their to end the lesson ; the divisions of chapters and verses being law, priesthood, and ritual; the exploits of their great men, unknown at that time; or else he thinks, the ancient Hebrews wrought through faith ; their sins and captivities; their resang nearly in the same manner as the modern Arabians do,2 pentances and restorations; the sufferings and victories of with long pauses, ending all at once, and beginning all at David ; the peaceful and happy reign of Solomon; the ad. once; and therefore it was necessary, in the public services, vent of Messiah, with its effects and consequences; his into mark in the margin of the psalm as well the place of the carnation, birth, life, passion, death, resurrection, ascension, pause as the end, in order that the whole choir might suspend kingdom, and priesthood ; the effusion of the Spirit ; the their voices, or recommence their singing at the same time. conversion of the nations; the rejection of the Jews; the Rosenmüller, after Herder and A. F. Pfeiffer, declares in establishment, increase, and perpetuity of the Christian favour of Selah being a rest or pause, for the vocal perform-church; the end of the world; the general judgment; the ers, during which the musical instruments only were to be condemnation of the wicked, and the final triumph of the heard. Mr. Hewlett thinks it resembled our concluding righteous with their Lord and King. These are the subjects symphonies. It only remains that we notice the sentiment here presented to our meditations. We are instructed how to of Rabbi Kimchi, which has been adopted by Grotius and conceive of them aright, and to express the different affecothers. That eminent Jewish teacher says, that Selah is tions, which, when so conceived of, they must excite in our both a musical note, and a note of emphasis in the sense, by minds. They are, for this purpose, adorned with the figures, which we are called to observe something more than usually and set off with all the graces, of poetry; the poetry itself remarkable. It is derived from the Hebrew word 550 salan, is designed yet farther to be recommended by the charms of which signifies he raised or elevated ; and denotes the eleva- music, thus consecrated to the service of God: that so detion of the voice in singing ; and at the same time the listing light may prepare the way for improvement, and pleasure up of the heart, the serious considering and meditating upon become the handmaid of wisdom, while every turbulent pasthe thing that is spoken.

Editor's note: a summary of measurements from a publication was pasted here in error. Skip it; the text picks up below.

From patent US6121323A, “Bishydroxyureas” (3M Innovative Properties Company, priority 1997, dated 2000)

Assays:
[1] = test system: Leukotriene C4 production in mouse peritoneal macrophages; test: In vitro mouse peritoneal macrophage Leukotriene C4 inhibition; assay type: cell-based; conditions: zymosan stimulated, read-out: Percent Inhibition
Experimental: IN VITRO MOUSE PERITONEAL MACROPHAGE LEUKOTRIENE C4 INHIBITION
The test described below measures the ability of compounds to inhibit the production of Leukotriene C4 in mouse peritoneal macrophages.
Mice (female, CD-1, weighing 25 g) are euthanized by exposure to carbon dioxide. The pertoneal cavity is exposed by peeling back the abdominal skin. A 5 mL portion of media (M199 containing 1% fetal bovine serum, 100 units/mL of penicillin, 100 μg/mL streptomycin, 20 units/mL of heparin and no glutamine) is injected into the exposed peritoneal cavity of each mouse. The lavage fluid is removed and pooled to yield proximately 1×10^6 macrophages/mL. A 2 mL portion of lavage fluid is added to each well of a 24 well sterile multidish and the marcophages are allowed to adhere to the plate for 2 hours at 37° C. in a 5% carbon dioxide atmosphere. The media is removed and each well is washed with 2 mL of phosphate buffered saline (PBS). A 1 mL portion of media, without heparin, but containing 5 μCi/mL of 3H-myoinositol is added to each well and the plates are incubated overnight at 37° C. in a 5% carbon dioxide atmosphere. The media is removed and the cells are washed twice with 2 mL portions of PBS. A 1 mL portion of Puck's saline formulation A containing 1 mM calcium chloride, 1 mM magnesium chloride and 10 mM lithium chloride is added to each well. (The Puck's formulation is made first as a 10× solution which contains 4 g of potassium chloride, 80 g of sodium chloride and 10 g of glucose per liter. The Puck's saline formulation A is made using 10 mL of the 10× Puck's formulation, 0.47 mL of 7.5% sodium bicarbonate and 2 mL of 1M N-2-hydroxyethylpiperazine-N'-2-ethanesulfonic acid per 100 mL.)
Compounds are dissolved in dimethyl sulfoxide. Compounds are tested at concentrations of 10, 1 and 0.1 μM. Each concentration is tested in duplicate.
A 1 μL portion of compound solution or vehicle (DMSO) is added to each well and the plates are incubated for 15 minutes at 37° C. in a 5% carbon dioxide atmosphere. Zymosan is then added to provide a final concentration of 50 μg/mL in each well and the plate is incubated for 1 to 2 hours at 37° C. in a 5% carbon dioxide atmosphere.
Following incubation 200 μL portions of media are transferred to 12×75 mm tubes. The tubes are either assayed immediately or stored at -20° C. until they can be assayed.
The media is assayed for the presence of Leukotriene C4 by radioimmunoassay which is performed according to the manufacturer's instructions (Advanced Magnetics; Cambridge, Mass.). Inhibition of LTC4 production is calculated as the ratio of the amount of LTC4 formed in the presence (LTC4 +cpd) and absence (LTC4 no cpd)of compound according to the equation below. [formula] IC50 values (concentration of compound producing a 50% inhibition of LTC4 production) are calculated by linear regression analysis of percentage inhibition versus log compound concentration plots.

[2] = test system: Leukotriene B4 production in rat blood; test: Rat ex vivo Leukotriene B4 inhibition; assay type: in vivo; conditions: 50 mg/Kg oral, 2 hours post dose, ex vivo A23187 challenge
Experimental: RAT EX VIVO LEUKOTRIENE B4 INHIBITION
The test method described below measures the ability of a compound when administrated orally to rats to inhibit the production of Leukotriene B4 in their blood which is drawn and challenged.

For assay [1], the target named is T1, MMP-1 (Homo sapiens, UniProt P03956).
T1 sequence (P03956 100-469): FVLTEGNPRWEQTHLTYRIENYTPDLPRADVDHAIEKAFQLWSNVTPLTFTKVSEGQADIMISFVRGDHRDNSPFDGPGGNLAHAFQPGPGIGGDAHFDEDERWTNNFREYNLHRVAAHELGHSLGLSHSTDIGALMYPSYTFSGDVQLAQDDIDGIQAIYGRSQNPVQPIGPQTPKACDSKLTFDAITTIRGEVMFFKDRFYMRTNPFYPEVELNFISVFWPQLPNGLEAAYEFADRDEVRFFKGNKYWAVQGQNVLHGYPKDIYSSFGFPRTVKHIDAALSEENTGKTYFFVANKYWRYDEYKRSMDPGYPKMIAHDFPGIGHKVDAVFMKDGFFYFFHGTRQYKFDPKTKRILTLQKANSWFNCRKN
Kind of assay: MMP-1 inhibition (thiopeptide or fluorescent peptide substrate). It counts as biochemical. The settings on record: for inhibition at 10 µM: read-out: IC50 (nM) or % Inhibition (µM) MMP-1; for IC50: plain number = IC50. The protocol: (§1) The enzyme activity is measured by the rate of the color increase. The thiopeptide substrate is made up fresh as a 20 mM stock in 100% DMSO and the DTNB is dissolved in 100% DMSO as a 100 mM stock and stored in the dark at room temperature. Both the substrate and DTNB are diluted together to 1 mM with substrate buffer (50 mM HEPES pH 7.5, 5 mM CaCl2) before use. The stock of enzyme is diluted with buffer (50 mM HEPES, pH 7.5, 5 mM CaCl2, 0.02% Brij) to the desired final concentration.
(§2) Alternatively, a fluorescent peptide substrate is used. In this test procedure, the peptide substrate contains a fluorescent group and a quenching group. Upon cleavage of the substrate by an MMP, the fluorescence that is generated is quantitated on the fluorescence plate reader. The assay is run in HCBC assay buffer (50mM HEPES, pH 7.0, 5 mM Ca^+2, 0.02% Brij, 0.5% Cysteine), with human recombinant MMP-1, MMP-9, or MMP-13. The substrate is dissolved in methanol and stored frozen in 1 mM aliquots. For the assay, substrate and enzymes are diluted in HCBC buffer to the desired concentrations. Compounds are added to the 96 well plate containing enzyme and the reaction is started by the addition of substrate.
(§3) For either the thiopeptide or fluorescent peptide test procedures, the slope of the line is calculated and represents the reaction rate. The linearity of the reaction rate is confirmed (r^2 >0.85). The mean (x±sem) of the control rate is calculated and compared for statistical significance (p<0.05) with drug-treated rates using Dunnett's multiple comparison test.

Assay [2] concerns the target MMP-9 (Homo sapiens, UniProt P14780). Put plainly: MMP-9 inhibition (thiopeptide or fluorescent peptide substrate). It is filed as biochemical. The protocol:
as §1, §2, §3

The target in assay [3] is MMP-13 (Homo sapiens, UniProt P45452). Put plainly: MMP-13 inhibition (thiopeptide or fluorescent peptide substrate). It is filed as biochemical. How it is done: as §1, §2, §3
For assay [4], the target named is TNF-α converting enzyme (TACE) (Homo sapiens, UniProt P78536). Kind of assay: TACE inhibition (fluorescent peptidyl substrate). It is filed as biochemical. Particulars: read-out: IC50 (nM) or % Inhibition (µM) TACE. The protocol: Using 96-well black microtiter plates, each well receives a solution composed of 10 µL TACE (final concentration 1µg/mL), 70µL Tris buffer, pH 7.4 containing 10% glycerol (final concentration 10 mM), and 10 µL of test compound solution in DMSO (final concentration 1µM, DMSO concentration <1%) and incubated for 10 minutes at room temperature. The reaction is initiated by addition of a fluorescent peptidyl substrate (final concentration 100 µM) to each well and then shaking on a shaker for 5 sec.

sion is calmed by sacred melody, and the evil spirit is still That ihis word was of use in music and singing is evident dispossessed by the harp of the son of Jesse. "This little from the manner in which, we have already remarked, it was volume, like the paradise of Eden, affords us in perfection, rendered by the Septuagint translators; and that it is also a though in miniature, every thing that groweth elsewhere, mark of observation and meditation, may be inferred from every tree that is pleasant to the sight, and good for food : its being joined in Psal. ix. 16. with the word Higgaion, and above all, what was there lost, but is here restored—the which signifies meditation. Now, though in some passages tree of life in the midst of garden. The which we read, Selah may appear to be used where there is no emphatic as matter of speculation, in the other Scriptures, is reduced word or sense, yet it may be applied not only to the imme- to practice, when we recite it in the Psalms ; in those, rediately preceding word or verse, but also to the whole series pentance and faith are described, but in these they are aeted: of verses or periods to which it is subjoined. And if it be by a perusal of the former, we learn how others served God, thus considered, we shall find that it is used with great bút, by using the latter, we serve him ourselves. “What is propriety, and for the best of purposes, viz. to point out to us there necessary for man to know,' says the pious and judisomething well worthy of our most attentive observation; cious Hooker, which the psalms are not able to teach? They and that it calls upon us to revolve in our minds, with great are to beginners an easy and familiar introduction, a mighty seriousness, the matter placed before us.3